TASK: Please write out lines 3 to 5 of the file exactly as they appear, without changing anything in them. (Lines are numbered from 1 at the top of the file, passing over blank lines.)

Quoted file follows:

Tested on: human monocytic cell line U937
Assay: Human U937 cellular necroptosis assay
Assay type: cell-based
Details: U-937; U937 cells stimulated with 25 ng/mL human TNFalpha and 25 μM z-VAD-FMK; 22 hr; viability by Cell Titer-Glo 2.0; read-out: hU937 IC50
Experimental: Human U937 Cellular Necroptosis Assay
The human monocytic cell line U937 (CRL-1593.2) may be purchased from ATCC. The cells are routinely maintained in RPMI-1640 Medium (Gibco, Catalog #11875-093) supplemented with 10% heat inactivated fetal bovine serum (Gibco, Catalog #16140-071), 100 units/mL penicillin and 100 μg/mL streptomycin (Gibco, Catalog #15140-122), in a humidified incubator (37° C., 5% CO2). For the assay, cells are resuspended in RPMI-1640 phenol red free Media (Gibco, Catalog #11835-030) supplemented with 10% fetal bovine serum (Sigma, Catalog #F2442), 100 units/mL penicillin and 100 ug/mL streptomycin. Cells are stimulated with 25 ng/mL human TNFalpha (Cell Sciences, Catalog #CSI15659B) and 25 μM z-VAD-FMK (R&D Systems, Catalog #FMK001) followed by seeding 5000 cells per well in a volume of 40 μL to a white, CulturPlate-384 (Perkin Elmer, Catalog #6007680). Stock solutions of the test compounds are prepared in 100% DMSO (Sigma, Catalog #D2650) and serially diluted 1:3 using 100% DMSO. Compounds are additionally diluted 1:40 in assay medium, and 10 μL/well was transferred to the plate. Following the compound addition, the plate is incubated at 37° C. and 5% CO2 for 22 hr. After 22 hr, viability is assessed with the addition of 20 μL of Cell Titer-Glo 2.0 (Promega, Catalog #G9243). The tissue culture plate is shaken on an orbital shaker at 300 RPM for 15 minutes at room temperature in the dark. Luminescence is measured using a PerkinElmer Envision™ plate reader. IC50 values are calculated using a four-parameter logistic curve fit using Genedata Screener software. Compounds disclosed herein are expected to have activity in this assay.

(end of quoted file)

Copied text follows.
Assay type: cell-based
Details: U-937; U937 cells stimulated with 25 ng/mL human TNFalpha and 25 μM z-VAD-FMK; 22 hr; viability by Cell Titer-Glo 2.0; read-out: hU937 IC50
Experimental: Human U937 Cellular Necroptosis Assay